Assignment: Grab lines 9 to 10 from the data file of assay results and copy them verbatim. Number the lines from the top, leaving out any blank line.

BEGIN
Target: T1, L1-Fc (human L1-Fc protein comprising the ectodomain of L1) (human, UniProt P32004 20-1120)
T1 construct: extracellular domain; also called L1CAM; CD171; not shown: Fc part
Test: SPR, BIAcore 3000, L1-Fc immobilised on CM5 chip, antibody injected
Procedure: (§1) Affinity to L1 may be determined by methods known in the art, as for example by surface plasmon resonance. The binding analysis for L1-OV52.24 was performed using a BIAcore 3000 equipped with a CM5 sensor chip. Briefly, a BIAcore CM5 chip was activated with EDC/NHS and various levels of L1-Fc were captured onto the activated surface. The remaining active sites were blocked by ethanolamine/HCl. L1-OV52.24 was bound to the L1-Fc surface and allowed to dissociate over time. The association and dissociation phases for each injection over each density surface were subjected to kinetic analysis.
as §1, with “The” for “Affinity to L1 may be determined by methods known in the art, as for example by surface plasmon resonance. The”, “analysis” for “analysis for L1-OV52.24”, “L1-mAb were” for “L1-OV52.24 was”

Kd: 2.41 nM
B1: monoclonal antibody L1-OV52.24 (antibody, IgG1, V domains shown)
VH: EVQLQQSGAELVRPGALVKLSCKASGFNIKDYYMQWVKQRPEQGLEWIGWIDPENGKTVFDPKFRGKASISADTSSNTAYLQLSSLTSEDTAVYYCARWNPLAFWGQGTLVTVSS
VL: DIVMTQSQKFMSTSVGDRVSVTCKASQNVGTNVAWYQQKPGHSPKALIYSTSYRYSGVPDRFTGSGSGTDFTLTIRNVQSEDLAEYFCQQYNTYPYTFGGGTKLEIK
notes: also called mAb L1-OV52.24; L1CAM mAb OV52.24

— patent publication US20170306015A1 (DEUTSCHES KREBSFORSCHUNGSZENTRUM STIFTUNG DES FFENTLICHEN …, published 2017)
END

VL: DIVMTQSQKFMSTSVGDRVSVTCKASQNVGTNVAWYQQKPGHSPKALIYSTSYRYSGVPDRFTGSGSGTDFTLTIRNVQSEDLAEYFCQQYNTYPYTFGGGTKLEIK
notes: also called mAb L1-OV52.24; L1CAM mAb OV52.24